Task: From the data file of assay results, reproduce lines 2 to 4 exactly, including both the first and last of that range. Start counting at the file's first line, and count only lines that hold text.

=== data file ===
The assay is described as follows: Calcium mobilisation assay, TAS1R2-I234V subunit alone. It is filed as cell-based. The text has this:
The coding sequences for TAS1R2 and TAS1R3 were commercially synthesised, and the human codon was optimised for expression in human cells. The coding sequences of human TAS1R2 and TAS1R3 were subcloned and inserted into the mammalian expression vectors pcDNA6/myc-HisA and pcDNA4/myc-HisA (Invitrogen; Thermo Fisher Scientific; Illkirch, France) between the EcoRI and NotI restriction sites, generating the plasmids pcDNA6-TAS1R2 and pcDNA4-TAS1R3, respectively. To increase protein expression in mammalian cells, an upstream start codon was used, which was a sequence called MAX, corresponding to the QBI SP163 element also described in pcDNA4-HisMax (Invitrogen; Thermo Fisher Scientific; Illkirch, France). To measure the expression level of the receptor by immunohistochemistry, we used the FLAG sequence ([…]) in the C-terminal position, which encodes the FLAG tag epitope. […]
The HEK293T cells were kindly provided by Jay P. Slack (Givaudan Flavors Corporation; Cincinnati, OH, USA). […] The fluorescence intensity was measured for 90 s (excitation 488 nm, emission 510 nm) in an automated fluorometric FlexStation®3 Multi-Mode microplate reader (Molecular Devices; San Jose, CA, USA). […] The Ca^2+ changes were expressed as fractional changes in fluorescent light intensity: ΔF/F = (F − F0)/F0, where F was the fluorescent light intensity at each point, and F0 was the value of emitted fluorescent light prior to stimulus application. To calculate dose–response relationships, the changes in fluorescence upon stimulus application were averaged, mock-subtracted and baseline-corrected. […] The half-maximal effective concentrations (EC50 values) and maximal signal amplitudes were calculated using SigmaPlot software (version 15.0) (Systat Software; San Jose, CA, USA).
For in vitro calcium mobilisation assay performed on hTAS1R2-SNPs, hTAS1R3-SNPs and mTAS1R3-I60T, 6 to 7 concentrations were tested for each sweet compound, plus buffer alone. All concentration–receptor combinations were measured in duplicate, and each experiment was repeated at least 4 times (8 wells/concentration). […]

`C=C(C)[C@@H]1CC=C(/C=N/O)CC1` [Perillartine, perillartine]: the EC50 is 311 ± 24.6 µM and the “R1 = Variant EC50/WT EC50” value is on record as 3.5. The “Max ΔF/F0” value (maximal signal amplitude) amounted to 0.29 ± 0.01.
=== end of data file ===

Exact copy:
The coding sequences for TAS1R2 and TAS1R3 were commercially synthesised, and the human codon was optimised for expression in human cells. The coding sequences of human TAS1R2 and TAS1R3 were subcloned and inserted into the mammalian expression vectors pcDNA6/myc-HisA and pcDNA4/myc-HisA (Invitrogen; Thermo Fisher Scientific; Illkirch, France) between the EcoRI and NotI restriction sites, generating the plasmids pcDNA6-TAS1R2 and pcDNA4-TAS1R3, respectively. To increase protein expression in mammalian cells, an upstream start codon was used, which was a sequence called MAX, corresponding to the QBI SP163 element also described in pcDNA4-HisMax (Invitrogen; Thermo Fisher Scientific; Illkirch, France). To measure the expression level of the receptor by immunohistochemistry, we used the FLAG sequence ([…]) in the C-terminal position, which encodes the FLAG tag epitope. […]
The HEK293T cells were kindly provided by Jay P. Slack (Givaudan Flavors Corporation; Cincinnati, OH, USA). […] The fluorescence intensity was measured for 90 s (excitation 488 nm, emission 510 nm) in an automated fluorometric FlexStation®3 Multi-Mode microplate reader (Molecular Devices; San Jose, CA, USA). […] The Ca^2+ changes were expressed as fractional changes in fluorescent light intensity: ΔF/F = (F − F0)/F0, where F was the fluorescent light intensity at each point, and F0 was the value of emitted fluorescent light prior to stimulus application. To calculate dose–response relationships, the changes in fluorescence upon stimulus application were averaged, mock-subtracted and baseline-corrected. […] The half-maximal effective concentrations (EC50 values) and maximal signal amplitudes were calculated using SigmaPlot software (version 15.0) (Systat Software; San Jose, CA, USA).
For in vitro calcium mobilisation assay performed on hTAS1R2-SNPs, hTAS1R3-SNPs and mTAS1R3-I60T, 6 to 7 concentrations were tested for each sweet compound, plus buffer alone. All concentration–receptor combinations were measured in duplicate, and each experiment was repeated at least 4 times (8 wells/concentration). […]